Jailers Too Must Obey the Law

The crimes arising from the alleged abuse of inmates at Corcoran State Prison by out-of-control guards and supervisors will finally get a full airing in court, despite what the FBI says were "intentional efforts" by some state corrections and other officials to impede the investigation. A federal grand jury has indicted eight guards and supervisors on a range on charges involving violations of civil rights. Among them are bodily injury of inmates, including one fatal shooting. Penalties on conviction could run from 10 years to life imprisonment.

Credit a former Corcoran guard named Richard Caruso for prompting the federal investigation. Caruso chose to break the "code of silence" to describe what was going on in the prison, joining with four other officers to detail alleged abuses of prisoners in articles in The Times two years ago. Corcoran, in the San Joaquin Valley, at that time stood out for having more fatal shootings by guards than any other prison in the country, with seven inmates shot dead over a five-year period. Review boards found each shooting justified.

But Caruso and other whistle-blowers tell a different story. They have described how guards and officials would encourage inmate fights in confined outdoor areas, usually pitting blacks against Latinos or rival gang members against one another. An FBI official says "the fights were staged, even provoked, for the amusement of correctional officers or as retribution against inmates." As U.S. Atty. Paul Seave chillingly put it, "these defendants used their authority to sponsor blood sport."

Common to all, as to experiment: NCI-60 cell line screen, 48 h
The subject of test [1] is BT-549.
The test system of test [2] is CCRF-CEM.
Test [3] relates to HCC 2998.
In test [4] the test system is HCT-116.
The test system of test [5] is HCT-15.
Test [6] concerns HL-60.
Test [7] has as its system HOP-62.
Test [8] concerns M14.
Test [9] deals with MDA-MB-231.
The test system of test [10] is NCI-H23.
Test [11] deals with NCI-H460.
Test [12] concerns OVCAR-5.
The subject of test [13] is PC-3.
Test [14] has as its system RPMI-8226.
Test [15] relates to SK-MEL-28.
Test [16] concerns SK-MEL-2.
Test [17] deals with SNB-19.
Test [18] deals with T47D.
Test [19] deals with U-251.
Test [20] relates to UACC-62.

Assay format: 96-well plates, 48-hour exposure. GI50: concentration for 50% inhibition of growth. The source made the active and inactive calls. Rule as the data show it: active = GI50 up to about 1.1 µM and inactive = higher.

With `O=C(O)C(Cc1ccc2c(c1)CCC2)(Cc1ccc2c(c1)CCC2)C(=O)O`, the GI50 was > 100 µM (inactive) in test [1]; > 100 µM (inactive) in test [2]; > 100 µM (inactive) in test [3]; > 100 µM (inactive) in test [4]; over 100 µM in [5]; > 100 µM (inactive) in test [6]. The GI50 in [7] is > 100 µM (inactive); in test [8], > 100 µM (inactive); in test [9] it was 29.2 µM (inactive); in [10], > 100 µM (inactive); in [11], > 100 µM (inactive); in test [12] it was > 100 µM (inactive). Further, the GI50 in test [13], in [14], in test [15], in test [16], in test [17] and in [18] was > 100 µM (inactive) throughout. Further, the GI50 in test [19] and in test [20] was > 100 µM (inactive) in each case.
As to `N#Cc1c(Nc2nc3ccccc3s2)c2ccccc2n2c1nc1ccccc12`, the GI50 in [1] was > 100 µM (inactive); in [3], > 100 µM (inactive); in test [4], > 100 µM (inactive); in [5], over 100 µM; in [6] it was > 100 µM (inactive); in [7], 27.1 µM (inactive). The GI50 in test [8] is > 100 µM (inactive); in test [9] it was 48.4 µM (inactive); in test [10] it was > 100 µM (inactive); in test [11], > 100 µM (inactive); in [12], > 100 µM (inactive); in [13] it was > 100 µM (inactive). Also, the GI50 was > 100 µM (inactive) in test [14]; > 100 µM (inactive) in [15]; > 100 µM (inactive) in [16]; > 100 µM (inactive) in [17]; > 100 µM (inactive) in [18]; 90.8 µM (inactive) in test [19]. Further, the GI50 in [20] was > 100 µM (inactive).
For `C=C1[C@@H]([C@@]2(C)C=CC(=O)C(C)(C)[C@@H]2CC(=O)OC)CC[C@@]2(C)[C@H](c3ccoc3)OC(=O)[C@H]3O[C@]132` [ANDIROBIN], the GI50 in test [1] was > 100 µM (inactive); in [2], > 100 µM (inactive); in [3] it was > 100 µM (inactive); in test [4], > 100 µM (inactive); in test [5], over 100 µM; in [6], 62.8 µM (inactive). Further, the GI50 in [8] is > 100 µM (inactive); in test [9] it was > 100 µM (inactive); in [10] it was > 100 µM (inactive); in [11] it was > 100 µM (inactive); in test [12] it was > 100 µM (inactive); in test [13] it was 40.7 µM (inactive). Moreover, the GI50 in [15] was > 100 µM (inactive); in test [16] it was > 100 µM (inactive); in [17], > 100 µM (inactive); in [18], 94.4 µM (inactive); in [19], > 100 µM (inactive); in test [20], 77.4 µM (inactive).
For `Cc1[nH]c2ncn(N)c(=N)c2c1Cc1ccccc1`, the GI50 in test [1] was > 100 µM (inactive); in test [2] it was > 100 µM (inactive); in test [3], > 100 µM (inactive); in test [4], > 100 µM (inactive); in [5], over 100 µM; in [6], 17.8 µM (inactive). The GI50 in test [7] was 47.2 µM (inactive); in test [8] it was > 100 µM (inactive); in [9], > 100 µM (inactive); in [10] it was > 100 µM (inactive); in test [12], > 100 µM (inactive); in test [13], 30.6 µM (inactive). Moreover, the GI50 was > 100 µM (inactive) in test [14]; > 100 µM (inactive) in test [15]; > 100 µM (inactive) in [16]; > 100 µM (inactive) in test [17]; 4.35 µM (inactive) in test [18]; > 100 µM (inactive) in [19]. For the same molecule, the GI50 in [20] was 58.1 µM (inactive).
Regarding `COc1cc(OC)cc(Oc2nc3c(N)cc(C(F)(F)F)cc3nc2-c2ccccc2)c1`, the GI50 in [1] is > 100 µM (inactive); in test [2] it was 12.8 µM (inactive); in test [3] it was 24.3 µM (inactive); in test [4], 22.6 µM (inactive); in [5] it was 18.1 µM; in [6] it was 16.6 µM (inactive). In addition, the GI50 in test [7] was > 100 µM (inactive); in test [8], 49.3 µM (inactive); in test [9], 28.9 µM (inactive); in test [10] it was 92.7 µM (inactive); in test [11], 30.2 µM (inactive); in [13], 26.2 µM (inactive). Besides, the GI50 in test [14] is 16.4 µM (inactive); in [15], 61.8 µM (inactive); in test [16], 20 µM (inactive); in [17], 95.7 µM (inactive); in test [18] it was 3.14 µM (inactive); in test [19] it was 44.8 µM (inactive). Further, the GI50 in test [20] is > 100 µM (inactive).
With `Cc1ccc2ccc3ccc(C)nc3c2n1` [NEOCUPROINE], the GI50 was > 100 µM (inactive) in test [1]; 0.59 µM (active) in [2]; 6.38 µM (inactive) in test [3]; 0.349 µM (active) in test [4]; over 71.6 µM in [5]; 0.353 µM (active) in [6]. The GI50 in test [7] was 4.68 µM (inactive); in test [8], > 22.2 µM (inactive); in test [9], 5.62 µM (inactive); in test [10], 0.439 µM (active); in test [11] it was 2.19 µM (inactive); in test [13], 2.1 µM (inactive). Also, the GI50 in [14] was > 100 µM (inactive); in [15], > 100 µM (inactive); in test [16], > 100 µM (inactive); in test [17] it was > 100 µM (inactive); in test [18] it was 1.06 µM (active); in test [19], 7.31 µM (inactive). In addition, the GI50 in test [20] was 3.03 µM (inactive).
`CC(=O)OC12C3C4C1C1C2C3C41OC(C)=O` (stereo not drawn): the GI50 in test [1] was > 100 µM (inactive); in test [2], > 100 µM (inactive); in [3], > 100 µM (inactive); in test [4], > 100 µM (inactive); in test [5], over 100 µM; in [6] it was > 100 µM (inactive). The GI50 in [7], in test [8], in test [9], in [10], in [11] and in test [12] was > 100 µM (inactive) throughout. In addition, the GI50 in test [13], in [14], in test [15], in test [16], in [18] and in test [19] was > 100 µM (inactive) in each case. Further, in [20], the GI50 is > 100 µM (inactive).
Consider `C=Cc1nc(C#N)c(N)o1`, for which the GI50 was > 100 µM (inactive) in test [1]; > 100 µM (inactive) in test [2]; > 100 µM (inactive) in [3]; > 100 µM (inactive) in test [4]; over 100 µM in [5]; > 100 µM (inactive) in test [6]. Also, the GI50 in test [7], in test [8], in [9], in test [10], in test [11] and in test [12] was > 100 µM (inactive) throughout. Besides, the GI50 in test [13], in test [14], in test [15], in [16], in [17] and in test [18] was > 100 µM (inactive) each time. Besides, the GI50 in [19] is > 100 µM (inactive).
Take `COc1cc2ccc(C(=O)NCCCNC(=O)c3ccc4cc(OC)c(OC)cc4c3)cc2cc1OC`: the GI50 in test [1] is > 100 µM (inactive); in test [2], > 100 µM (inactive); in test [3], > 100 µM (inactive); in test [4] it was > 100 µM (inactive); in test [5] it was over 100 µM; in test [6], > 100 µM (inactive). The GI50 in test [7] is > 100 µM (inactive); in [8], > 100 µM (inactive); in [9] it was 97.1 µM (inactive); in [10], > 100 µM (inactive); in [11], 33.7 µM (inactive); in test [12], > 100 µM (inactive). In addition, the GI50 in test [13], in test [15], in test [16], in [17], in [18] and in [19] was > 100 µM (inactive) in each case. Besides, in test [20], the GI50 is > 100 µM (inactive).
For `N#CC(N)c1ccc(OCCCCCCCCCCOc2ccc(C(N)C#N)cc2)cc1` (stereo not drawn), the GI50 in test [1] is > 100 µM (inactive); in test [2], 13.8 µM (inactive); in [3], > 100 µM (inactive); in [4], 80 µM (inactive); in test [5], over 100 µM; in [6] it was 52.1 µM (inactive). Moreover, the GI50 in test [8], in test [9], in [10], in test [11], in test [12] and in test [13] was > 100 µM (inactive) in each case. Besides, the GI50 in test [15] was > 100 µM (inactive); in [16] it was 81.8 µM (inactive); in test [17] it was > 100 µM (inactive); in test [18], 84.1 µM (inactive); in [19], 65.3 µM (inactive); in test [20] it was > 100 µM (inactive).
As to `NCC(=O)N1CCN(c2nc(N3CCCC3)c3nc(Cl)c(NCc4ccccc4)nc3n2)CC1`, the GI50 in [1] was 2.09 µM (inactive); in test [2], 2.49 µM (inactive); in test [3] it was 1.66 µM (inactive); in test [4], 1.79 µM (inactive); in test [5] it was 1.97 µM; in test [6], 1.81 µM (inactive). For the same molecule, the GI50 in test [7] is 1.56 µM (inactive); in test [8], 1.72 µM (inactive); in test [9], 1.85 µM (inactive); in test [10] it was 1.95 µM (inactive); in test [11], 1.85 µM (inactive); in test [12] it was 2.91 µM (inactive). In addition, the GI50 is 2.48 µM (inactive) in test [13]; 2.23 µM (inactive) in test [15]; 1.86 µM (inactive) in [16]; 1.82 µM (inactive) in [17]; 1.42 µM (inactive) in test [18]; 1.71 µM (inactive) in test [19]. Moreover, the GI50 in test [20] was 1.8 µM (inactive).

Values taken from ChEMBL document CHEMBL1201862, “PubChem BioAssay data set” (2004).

The public has scant sympathy for those serving time in a maximum-security prison like Corcoran. It should regard no less sternly officials who abuse the public trust by illegally and callously tormenting the inmates over whom they hold power. Society is in trouble when those who represent the law within prison walls themselves become lawless.

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